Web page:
Here is a problem from the famous (infamous?) Putnam exam, presented by Presh Talwalkar. Needless to say, I did not solve it in 30 minutes—but at least I solved it (after making a blizzard of arithmetic and trigonometric errors).

“Today’s problem is from the 1978 test, problem B1 (the easiest of the second set of problems). A convex octagon inscribed in a circle has four consecutive sides of length 3 and four consecutive sides of length 2. Find the area of the octagon.”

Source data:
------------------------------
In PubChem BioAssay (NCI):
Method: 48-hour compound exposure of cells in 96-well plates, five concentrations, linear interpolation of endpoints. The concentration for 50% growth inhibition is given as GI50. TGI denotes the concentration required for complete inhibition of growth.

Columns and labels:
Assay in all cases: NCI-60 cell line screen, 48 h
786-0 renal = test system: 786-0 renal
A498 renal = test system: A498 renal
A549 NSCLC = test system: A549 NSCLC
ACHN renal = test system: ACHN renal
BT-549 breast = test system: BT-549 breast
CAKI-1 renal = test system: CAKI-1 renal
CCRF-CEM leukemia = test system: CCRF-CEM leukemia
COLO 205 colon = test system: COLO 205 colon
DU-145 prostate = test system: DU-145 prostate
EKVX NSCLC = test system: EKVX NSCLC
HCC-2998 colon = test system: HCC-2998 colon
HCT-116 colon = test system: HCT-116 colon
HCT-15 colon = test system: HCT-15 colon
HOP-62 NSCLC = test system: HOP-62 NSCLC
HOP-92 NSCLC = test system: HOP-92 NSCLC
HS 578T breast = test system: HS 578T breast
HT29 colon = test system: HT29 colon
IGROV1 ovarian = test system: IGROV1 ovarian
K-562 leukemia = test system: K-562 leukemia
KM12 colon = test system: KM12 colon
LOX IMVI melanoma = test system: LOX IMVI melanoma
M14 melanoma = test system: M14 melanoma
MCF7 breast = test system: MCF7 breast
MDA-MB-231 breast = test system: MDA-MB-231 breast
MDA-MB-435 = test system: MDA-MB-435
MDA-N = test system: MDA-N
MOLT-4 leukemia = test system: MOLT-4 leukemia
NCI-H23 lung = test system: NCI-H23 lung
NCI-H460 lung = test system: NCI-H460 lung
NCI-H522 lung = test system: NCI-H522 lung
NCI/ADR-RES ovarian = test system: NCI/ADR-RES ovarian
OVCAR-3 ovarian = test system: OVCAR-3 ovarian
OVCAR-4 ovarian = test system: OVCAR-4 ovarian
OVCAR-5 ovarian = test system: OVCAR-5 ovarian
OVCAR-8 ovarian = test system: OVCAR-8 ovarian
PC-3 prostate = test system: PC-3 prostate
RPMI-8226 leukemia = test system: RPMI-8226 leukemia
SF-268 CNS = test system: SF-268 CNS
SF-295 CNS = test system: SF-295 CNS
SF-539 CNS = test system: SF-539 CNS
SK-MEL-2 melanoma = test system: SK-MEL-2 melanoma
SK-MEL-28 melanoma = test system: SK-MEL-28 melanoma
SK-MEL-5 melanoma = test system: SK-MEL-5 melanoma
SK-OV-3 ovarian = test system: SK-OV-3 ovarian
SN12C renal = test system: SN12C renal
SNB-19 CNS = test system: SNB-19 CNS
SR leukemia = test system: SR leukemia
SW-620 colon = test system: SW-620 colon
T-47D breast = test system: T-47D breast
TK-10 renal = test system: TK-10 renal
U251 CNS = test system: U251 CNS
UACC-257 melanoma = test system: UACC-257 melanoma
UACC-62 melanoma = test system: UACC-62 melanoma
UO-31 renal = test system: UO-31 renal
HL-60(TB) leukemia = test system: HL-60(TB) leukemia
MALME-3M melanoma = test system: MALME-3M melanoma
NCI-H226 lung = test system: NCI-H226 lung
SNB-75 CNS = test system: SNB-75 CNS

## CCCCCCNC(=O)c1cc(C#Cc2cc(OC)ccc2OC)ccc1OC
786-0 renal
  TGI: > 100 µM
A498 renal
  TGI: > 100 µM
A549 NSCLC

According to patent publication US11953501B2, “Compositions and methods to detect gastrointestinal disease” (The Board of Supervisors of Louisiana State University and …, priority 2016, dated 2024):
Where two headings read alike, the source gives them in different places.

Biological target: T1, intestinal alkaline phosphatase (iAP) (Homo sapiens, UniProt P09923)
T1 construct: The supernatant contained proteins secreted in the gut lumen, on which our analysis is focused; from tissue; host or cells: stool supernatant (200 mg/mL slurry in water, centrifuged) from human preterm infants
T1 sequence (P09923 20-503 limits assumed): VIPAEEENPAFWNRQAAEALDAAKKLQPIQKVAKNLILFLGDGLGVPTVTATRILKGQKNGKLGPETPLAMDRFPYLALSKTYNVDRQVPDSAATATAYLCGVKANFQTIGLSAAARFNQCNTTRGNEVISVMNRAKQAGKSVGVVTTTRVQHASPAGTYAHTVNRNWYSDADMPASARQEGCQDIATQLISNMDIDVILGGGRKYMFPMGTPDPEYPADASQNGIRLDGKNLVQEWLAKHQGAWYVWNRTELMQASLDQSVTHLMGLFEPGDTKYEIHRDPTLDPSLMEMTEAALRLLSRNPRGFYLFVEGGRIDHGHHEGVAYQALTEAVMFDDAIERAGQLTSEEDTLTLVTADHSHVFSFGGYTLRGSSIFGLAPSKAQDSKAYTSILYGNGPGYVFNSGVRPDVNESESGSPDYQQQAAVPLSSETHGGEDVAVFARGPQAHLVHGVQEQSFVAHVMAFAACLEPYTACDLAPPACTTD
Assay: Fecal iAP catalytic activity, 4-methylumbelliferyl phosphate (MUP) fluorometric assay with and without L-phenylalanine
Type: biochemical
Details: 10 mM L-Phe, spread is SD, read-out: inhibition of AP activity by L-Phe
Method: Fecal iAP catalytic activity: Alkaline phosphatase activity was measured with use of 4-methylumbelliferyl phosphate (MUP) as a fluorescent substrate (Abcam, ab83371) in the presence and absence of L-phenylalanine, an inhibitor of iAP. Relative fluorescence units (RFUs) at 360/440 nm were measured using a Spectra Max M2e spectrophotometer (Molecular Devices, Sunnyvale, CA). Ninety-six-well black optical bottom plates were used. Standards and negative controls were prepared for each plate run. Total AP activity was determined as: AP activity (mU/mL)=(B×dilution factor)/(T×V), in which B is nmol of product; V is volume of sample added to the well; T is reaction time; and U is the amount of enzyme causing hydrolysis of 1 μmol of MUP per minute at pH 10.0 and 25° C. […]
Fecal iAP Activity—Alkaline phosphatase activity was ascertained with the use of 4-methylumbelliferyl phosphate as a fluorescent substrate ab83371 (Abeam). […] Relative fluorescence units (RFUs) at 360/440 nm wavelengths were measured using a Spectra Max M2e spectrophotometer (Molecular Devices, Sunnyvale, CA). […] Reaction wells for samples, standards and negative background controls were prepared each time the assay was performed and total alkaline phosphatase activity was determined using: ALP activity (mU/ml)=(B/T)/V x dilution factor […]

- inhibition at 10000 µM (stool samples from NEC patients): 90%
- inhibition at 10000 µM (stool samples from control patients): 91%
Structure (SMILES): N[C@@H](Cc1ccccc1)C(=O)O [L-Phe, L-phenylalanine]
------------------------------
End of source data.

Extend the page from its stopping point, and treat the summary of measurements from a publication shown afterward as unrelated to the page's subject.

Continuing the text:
My solution is horribly pedestrian and fraught with numerous chances for arithmetic mistakes to derail it, which happened in spades. As I suspected, there was an elegant, “easy” solution (as demonstrated by Talwalkar)—*once you thought of it!* Again, this is like a Coffin Problem. See the Putnam Octagon Problem.

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